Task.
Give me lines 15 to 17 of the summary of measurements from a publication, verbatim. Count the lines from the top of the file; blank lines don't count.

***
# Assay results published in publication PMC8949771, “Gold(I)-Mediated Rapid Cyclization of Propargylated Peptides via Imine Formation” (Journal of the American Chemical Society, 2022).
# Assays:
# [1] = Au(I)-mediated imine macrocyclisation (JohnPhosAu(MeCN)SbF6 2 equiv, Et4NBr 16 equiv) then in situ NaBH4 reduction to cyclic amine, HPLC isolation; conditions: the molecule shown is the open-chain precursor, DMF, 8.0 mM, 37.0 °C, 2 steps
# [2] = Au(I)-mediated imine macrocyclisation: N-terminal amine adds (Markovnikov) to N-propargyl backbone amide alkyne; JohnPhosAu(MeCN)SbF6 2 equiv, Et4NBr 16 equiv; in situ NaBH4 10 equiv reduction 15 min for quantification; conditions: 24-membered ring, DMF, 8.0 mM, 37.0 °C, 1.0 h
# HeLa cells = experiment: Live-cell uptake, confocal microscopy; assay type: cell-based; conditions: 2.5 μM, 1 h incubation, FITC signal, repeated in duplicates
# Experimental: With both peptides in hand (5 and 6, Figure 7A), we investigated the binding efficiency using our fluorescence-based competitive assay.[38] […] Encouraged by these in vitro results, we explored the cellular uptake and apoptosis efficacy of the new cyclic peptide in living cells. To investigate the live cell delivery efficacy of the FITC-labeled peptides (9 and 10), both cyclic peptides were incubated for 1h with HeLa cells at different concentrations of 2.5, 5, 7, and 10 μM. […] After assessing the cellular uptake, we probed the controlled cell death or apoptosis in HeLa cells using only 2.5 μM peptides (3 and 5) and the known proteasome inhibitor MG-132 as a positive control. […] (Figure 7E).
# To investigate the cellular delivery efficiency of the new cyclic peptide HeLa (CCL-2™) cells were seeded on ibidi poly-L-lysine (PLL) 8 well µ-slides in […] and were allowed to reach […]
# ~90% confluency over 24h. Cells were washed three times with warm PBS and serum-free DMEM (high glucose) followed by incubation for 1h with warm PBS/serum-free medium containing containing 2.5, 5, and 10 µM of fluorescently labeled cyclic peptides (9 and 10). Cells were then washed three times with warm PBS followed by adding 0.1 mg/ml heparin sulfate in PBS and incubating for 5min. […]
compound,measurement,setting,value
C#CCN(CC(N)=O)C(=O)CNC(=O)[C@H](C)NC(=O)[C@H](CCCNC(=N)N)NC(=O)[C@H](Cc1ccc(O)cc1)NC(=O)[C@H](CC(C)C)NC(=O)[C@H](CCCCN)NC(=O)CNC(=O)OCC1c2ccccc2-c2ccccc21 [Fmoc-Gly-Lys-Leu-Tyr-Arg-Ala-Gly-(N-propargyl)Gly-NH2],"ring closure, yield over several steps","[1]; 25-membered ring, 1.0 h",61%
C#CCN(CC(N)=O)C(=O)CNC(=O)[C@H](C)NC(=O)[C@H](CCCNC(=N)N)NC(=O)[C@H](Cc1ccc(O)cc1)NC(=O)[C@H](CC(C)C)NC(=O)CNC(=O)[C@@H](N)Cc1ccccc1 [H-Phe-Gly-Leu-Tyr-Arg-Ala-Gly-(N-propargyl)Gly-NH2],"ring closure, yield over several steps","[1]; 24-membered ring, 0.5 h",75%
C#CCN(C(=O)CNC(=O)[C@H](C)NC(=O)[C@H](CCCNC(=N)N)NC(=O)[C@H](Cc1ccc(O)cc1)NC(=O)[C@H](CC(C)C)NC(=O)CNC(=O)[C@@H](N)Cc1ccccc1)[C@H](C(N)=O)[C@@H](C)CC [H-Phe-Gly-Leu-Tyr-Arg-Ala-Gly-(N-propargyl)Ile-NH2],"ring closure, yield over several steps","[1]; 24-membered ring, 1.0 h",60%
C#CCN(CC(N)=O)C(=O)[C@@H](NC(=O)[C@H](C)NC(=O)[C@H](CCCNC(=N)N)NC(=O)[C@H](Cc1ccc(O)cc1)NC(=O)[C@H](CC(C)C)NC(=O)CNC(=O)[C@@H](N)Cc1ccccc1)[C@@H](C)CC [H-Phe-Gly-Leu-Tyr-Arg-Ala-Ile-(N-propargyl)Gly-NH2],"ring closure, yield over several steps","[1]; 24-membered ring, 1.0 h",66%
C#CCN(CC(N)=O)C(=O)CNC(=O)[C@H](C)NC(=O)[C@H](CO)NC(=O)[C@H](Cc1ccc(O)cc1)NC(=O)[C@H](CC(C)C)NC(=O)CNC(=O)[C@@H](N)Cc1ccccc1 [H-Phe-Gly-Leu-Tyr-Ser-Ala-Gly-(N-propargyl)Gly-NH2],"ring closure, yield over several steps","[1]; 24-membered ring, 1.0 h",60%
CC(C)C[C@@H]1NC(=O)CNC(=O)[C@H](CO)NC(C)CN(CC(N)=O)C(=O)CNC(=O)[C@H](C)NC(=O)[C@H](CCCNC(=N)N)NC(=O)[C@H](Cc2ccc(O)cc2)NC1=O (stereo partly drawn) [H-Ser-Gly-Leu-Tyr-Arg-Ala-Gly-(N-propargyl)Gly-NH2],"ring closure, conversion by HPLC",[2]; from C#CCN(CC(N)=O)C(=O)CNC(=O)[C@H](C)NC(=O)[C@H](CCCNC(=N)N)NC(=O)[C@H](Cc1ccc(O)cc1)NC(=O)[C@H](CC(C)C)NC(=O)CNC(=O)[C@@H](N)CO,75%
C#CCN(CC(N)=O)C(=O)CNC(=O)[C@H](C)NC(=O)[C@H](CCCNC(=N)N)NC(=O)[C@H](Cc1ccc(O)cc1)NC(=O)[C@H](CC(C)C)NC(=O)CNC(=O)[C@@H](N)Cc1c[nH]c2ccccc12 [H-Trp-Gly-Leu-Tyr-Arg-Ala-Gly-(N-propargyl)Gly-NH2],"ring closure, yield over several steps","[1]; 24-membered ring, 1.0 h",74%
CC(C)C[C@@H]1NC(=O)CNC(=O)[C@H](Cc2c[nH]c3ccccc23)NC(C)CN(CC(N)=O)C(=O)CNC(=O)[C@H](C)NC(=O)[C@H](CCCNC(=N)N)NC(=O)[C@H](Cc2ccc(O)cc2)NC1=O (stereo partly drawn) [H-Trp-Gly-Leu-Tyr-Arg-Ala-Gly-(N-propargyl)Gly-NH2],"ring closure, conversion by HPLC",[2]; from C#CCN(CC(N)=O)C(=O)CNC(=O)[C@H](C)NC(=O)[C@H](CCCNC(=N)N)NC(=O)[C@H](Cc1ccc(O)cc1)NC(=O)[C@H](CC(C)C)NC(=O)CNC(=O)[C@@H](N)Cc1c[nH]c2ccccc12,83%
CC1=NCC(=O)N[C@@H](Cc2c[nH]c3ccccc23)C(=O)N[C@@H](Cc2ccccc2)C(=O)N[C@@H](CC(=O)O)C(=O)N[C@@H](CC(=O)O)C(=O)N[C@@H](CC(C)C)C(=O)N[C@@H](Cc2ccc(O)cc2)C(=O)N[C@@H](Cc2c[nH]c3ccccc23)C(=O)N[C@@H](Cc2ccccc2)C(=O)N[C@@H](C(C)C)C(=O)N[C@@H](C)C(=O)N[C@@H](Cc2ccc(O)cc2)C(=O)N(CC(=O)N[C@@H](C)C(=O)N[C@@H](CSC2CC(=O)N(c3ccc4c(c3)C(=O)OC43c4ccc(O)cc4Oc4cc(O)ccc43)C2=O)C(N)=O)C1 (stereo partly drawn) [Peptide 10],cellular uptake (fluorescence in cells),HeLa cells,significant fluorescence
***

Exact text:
CC(C)C[C@@H]1NC(=O)CNC(=O)[C@H](CO)NC(C)CN(CC(N)=O)C(=O)CNC(=O)[C@H](C)NC(=O)[C@H](CCCNC(=N)N)NC(=O)[C@H](Cc2ccc(O)cc2)NC1=O (stereo partly drawn) [H-Ser-Gly-Leu-Tyr-Arg-Ala-Gly-(N-propargyl)Gly-NH2],"ring closure, conversion by HPLC",[2]; from C#CCN(CC(N)=O)C(=O)CNC(=O)[C@H](C)NC(=O)[C@H](CCCNC(=N)N)NC(=O)[C@H](Cc1ccc(O)cc1)NC(=O)[C@H](CC(C)C)NC(=O)CNC(=O)[C@@H](N)CO,75%
C#CCN(CC(N)=O)C(=O)CNC(=O)[C@H](C)NC(=O)[C@H](CCCNC(=N)N)NC(=O)[C@H](Cc1ccc(O)cc1)NC(=O)[C@H](CC(C)C)NC(=O)CNC(=O)[C@@H](N)Cc1c[nH]c2ccccc12 [H-Trp-Gly-Leu-Tyr-Arg-Ala-Gly-(N-propargyl)Gly-NH2],"ring closure, yield over several steps","[1]; 24-membered ring, 1.0 h",74%
CC(C)C[C@@H]1NC(=O)CNC(=O)[C@H](Cc2c[nH]c3ccccc23)NC(C)CN(CC(N)=O)C(=O)CNC(=O)[C@H](C)NC(=O)[C@H](CCCNC(=N)N)NC(=O)[C@H](Cc2ccc(O)cc2)NC1=O (stereo partly drawn) [H-Trp-Gly-Leu-Tyr-Arg-Ala-Gly-(N-propargyl)Gly-NH2],"ring closure, conversion by HPLC",[2]; from C#CCN(CC(N)=O)C(=O)CNC(=O)[C@H](C)NC(=O)[C@H](CCCNC(=N)N)NC(=O)[C@H](Cc1ccc(O)cc1)NC(=O)[C@H](CC(C)C)NC(=O)CNC(=O)[C@@H](N)Cc1c[nH]c2ccccc12,83%